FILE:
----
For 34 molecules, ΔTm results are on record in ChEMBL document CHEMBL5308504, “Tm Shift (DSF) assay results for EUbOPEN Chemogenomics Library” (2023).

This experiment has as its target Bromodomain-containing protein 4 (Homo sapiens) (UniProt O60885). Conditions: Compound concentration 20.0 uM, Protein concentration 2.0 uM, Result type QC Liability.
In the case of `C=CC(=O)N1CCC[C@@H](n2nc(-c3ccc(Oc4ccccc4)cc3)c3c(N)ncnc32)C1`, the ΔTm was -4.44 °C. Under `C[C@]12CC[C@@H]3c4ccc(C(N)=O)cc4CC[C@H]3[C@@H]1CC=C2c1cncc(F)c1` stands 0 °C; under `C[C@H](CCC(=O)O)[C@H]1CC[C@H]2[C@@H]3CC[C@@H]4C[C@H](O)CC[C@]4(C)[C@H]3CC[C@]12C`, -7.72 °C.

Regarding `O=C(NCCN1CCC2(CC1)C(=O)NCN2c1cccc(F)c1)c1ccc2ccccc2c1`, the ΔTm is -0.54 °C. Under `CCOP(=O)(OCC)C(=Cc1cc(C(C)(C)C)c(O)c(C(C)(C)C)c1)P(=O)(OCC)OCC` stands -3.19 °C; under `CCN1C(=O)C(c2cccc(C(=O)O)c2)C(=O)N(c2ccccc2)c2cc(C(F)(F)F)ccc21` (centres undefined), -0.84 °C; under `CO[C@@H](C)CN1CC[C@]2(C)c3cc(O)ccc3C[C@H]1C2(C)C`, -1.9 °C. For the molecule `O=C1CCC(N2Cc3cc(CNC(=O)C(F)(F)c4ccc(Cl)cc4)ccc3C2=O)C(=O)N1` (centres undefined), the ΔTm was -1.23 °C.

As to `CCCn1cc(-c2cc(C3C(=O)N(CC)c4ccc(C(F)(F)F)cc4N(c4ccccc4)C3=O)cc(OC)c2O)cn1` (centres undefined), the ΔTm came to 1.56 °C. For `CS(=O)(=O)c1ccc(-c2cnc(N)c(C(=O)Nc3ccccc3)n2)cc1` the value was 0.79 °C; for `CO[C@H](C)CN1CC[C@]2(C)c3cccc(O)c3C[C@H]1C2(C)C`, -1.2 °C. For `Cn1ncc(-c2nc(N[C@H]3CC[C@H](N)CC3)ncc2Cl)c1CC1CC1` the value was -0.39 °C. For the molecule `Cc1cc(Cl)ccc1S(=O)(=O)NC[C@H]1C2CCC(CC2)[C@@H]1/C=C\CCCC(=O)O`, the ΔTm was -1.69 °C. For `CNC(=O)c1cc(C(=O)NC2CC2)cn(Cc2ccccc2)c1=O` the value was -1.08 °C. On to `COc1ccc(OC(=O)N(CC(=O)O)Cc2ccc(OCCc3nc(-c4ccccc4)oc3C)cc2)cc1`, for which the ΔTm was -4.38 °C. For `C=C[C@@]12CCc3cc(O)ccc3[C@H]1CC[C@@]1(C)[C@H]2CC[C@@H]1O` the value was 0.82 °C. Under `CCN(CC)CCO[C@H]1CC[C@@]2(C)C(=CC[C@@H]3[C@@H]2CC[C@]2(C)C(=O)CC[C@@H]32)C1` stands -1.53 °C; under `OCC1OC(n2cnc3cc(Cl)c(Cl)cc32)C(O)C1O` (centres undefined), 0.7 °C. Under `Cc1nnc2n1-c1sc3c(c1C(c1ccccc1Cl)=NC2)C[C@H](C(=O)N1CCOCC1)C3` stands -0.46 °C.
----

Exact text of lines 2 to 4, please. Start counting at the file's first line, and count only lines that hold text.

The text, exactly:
This experiment has as its target Bromodomain-containing protein 4 (Homo sapiens) (UniProt O60885). Conditions: Compound concentration 20.0 uM, Protein concentration 2.0 uM, Result type QC Liability.
In the case of `C=CC(=O)N1CCC[C@@H](n2nc(-c3ccc(Oc4ccccc4)cc3)c3c(N)ncnc32)C1`, the ΔTm was -4.44 °C. Under `C[C@]12CC[C@@H]3c4ccc(C(N)=O)cc4CC[C@H]3[C@@H]1CC=C2c1cncc(F)c1` stands 0 °C; under `C[C@H](CCC(=O)O)[C@H]1CC[C@H]2[C@@H]3CC[C@@H]4C[C@H](O)CC[C@]4(C)[C@H]3CC[C@]12C`, -7.72 °C.

Regarding `O=C(NCCN1CCC2(CC1)C(=O)NCN2c1cccc(F)c1)c1ccc2ccccc2c1`, the ΔTm is -0.54 °C. Under `CCOP(=O)(OCC)C(=Cc1cc(C(C)(C)C)c(O)c(C(C)(C)C)c1)P(=O)(OCC)OCC` stands -3.19 °C; under `CCN1C(=O)C(c2cccc(C(=O)O)c2)C(=O)N(c2ccccc2)c2cc(C(F)(F)F)ccc21` (centres undefined), -0.84 °C; under `CO[C@@H](C)CN1CC[C@]2(C)c3cc(O)ccc3C[C@H]1C2(C)C`, -1.9 °C. For the molecule `O=C1CCC(N2Cc3cc(CNC(=O)C(F)(F)c4ccc(Cl)cc4)ccc3C2=O)C(=O)N1` (centres undefined), the ΔTm was -1.23 °C.